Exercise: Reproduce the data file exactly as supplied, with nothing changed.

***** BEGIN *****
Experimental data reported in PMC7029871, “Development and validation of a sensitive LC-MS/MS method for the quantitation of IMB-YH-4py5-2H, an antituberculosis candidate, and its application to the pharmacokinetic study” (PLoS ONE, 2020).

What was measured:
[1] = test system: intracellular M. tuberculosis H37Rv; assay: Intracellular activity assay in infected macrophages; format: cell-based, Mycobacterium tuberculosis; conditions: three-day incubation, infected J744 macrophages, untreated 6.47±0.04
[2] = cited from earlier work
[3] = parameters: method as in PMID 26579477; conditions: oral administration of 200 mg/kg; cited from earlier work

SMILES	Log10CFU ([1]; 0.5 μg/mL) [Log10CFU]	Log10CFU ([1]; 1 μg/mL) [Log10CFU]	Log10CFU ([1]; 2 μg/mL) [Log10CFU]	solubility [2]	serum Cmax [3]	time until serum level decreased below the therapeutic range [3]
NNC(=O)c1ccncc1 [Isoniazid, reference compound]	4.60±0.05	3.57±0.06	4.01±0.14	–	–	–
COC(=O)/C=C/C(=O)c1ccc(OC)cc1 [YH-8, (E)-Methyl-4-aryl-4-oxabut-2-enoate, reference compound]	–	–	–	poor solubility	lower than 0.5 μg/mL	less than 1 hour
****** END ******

Experimental data reported in PMC7029871, “Development and validation of a sensitive LC-MS/MS method for the quantitation of IMB-YH-4py5-2H, an antituberculosis candidate, and its application to the pharmacokinetic study” (PLoS ONE, 2020).

What was measured:
[1] = test system: intracellular M. tuberculosis H37Rv; assay: Intracellular activity assay in infected macrophages; format: cell-based, Mycobacterium tuberculosis; conditions: three-day incubation, infected J744 macrophages, untreated 6.47±0.04
[2] = cited from earlier work
[3] = parameters: method as in PMID 26579477; conditions: oral administration of 200 mg/kg; cited from earlier work

SMILES	Log10CFU ([1]; 0.5 μg/mL) [Log10CFU]	Log10CFU ([1]; 1 μg/mL) [Log10CFU]	Log10CFU ([1]; 2 μg/mL) [Log10CFU]	solubility [2]	serum Cmax [3]	time until serum level decreased below the therapeutic range [3]
NNC(=O)c1ccncc1 [Isoniazid, reference compound]	4.60±0.05	3.57±0.06	4.01±0.14	–	–	–
COC(=O)/C=C/C(=O)c1ccc(OC)cc1 [YH-8, (E)-Methyl-4-aryl-4-oxabut-2-enoate, reference compound]	–	–	–	poor solubility	lower than 0.5 μg/mL	less than 1 hour